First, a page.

It’s an odd thing to say about a film set in 1971, but The Post is a movie that sits very firmly in the here and now. The battle royale at its heart – a face-off between the press and the President of the United States that’s almost half a century old – wouldn’t have felt quite as urgent or relevant just two years ago. The Post matters today, at this moment, because – at its very best – the film manages to tie past and present together in a way that will chill and thrill the spirit in equal measure. The power of its message makes it easier to overlook the ways in which The Post falters, from an occasional lack of nuance to its tendency to tell rather than show.
And what a lot of telling it does in its first half. We’re introduced – via copious amounts of exposition – to the film’s many puzzle pieces: Kay Graham (Meryl Streep), fretful widow trying to do right by her late father, husband and the newspaper she inherited from them; Ben Bradlee (Tom Hanks), her fiery editor-in-chief who’s desperate to take The Washington Post into the big leagues; and the Pentagon Papers, classified government documents that reveal just how much has been kept from the American public about the country’s decades-long involvement in the Vietnam War.
In the hands of a lesser director than Steven Spielberg, the first act of The Post would have been an interminable slog. It’s hard to conjure up tension when the narrative isn’t being very cooperative – which it isn’t, because, in reality, it was actually The New York Times that spent months cracking the biggest story of the year. For much of its first half, the film tries to find drama where there isn’t very much of it on hand. The most subterfuge we see is Ben’s decision to send an intern to infiltrate The Times to find out why his rival’s top reporter hasn’t published a story in months.
But Spielberg is nothing if not a master craftsman, and he uses the quieter moments at the start of the film to establish and explore character. We bear witness to the way in which Kay is routinely dismissed, as a person and a voice, by all the men who sit on the board of her own company. We laugh as Ben takes a stand against the White House, even on an issue as trivial as The Post being barred from reporting on the marriage of President Nixon’s daughter. We watch Kay and Ben interact – the former worrying about the bottom line, as the latter defends the paper’s headlines.
The film really comes alive when it shifts into higher gear about halfway through. Suddenly, it slips from amiable drama to heart-gripping thriller, as the big story finally comes to The Washington Post at a moment when the stakes for everyone involved couldn’t be higher. In the very same week that the newspaper is about to be listed on the New York Stock Exchange, assistant editor Ben Bagdikian (a terrific Bob Odenkirk) tracks down the source who leaked the Pentagon Papers. With The New York Times barred from further reporting by a court injunction, Kay must decide whether to defy the White House to publish – and risk irreparable damage to her family’s company and legacy.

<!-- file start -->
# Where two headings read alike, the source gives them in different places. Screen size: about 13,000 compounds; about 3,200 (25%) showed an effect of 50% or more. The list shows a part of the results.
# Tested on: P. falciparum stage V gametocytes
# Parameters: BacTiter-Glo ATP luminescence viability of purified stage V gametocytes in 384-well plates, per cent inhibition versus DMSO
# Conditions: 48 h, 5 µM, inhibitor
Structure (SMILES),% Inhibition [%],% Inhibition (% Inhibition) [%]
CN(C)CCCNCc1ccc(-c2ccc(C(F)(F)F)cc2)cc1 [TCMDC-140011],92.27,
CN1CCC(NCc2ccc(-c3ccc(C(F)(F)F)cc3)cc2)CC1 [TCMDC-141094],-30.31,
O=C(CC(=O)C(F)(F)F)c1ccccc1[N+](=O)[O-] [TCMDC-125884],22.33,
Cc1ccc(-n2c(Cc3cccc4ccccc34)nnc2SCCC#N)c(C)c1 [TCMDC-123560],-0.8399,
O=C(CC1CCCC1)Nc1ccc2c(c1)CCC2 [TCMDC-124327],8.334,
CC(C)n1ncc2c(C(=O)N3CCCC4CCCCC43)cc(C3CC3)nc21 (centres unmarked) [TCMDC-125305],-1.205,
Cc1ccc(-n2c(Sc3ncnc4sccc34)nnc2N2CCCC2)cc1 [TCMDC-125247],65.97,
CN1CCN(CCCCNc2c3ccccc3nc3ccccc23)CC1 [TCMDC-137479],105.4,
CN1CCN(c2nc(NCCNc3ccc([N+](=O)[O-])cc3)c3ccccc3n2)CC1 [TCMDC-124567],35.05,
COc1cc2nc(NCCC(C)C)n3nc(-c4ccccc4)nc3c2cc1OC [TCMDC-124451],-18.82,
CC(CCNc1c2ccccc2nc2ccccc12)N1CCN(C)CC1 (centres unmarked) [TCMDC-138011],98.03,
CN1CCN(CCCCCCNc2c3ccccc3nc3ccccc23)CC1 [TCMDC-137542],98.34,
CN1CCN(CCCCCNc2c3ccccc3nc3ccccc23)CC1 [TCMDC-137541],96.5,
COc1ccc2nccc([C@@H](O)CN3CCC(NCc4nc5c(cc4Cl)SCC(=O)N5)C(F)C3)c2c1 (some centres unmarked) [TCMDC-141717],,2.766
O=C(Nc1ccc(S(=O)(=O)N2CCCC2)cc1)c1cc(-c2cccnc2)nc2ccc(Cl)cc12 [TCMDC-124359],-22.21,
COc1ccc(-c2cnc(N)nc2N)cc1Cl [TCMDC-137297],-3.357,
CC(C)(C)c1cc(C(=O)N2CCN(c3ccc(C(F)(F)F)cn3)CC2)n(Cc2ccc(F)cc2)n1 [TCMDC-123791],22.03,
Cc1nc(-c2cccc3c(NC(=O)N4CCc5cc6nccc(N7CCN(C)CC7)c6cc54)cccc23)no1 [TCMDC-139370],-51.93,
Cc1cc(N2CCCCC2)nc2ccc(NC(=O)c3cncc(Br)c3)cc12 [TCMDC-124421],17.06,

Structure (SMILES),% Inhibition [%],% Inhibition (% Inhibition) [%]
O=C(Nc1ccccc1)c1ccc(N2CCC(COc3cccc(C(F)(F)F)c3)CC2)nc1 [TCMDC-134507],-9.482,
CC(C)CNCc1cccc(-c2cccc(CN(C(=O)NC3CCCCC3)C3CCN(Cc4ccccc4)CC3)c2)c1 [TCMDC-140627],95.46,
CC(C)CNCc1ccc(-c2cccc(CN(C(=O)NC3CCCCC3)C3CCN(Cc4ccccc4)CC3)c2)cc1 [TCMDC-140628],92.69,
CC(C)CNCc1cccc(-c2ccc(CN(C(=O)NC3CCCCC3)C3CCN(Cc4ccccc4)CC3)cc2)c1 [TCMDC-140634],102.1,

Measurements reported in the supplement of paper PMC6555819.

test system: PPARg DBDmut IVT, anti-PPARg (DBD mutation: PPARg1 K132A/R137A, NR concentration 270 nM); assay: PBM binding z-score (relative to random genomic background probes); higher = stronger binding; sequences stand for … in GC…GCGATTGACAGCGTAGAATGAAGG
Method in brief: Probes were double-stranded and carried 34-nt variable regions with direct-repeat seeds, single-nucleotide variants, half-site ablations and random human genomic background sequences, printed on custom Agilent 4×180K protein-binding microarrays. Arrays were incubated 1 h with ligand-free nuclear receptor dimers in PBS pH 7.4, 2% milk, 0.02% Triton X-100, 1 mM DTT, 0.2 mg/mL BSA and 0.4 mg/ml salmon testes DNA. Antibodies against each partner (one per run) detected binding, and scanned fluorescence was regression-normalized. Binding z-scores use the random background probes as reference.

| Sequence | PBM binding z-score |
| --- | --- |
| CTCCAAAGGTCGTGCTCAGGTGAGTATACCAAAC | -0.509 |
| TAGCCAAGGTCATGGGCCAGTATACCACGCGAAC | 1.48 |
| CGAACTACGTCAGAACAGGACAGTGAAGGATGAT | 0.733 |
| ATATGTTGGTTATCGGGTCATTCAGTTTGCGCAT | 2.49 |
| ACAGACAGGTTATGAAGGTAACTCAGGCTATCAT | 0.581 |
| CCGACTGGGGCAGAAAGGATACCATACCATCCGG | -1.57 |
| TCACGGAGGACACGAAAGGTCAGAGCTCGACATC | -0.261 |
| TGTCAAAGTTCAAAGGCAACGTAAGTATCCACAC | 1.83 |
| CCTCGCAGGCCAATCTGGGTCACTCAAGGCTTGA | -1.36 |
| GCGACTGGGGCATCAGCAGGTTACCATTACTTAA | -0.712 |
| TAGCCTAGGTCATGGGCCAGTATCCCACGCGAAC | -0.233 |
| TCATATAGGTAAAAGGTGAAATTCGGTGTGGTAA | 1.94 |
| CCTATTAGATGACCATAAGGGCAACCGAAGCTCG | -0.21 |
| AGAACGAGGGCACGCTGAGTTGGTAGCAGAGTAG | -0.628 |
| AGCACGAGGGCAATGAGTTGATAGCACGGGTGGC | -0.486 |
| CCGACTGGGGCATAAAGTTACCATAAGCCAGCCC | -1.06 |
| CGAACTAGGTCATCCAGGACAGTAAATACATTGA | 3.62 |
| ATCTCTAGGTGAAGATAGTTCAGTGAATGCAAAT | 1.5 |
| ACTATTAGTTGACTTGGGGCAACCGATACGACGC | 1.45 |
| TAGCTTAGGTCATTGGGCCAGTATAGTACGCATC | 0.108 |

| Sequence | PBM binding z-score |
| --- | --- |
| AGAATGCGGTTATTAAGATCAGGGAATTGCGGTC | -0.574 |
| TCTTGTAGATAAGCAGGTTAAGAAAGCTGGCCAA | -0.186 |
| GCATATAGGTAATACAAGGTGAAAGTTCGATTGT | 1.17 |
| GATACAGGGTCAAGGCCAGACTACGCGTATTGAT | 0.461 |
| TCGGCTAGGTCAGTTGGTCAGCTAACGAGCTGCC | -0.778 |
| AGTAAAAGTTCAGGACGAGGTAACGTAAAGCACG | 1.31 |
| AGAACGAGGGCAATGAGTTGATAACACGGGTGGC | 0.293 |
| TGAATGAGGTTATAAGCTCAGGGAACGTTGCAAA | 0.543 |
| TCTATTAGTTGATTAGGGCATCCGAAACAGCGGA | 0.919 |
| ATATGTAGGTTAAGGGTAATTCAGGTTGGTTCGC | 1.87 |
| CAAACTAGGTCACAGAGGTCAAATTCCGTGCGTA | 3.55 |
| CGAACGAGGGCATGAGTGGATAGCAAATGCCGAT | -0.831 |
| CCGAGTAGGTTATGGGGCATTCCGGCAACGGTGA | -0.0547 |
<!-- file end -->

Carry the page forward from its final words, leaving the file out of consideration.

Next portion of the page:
At this point, The Post becomes an absolute thrill to watch. As The Post’s team of reporters – played by a stable of fine comedians and character actors like David Cross and Carrie Coon – struggle to pull their story into shape, Kay sits in the eye of a hurricane of men’s opinions: Ben urging her to publish on principle, as misogynistic board member Arthur Parsons (Bradley Whitford) and even trusted advisor Fritz Beebe (Tracy Letts) advise caution.
It’s a credit to Spielberg and his fantastic cast that they inject these defining moments with genuine doubt and suspense. Streep is marvellous, as always, radiating Kay’s worry and despair while also hiding her character’s quiet strength in plain sight. She’s so good that you can almost buy into a completely unsubtle scene – in which she descends the courtroom steps before a line of young girls gazing upon her with unvarnished adulation – that anoints Kay as a feminist hero. Hanks is similarly effective as a brash, principled newsman who takes the value of truth so much for granted that he needs to be reminded – especially in a lovely scene with his wife, Tony (Sarah Paulson) – that integrity does not come without its own incalculable costs.
Spielberg cleverly finds tension and hope, as well, in moments that no longer exist in this age of digital media, when just about anybody can toss words into the vast vacuum of the Internet. There is an almost hypnotic, hallowed magic to the sheer effort it used to take to tell the truth, which comes through clearly in the clatter of typewriters, the pressing of ideas into hot type, and the storm and churn of men and machines producing stories and newspapers that have the power to change the world.
Taken altogether, The Post works precisely because it is a film very much made for and about this time. It’s not perfect – you probably won’t be able to completely shake the feeling that the final screenplay was a draft or two away from greatness. But, at this peculiar, particular moment in history when the incumbent President of the United States regularly challenges the very fabric of reality through his Twitter feed, there is a raw, incisive power to this film that allows it to rise above its flaws. In this world, at this time, The Post – and its spirited defense of truth, integrity and accountability – matters.
Summary: At any other time, The Post might be considered a minor entry in Steven Spielberg’s filmography. Today, right now, it’s a story that will thrill, inspire and resonate – as it rightfully should.
RATING: 4 out of 5 stars
– Shawne Wang